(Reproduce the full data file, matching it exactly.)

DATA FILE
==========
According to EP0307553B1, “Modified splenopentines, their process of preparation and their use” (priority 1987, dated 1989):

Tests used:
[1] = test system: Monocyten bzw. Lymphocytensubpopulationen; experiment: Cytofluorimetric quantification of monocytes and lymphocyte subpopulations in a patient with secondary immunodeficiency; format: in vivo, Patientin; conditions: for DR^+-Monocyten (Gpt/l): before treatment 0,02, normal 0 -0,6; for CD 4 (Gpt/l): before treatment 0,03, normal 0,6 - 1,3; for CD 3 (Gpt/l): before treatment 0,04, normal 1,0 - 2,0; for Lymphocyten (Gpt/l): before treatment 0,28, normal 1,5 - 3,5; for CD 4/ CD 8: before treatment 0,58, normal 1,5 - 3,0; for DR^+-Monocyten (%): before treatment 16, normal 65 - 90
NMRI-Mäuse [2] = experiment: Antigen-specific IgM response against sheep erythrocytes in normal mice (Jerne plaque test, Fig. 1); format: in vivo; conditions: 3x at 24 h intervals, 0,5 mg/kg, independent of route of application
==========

According to EP0307553B1, “Modified splenopentines, their process of preparation and their use” (priority 1987, dated 1989):

Tests used:
[1] = test system: Monocyten bzw. Lymphocytensubpopulationen; experiment: Cytofluorimetric quantification of monocytes and lymphocyte subpopulations in a patient with secondary immunodeficiency; format: in vivo, Patientin; conditions: for DR^+-Monocyten (Gpt/l): before treatment 0,02, normal 0 -0,6; for CD 4 (Gpt/l): before treatment 0,03, normal 0,6 - 1,3; for CD 3 (Gpt/l): before treatment 0,04, normal 1,0 - 2,0; for Lymphocyten (Gpt/l): before treatment 0,28, normal 1,5 - 3,5; for CD 4/ CD 8: before treatment 0,58, normal 1,5 - 3,0; for DR^+-Monocyten (%): before treatment 16, normal 65 - 90
NMRI-Mäuse [2] = experiment: Antigen-specific IgM response against sheep erythrocytes in normal mice (Jerne plaque test, Fig. 1); format: in vivo; conditions: 3x at 24 h intervals, 0,5 mg/kg, independent of route of application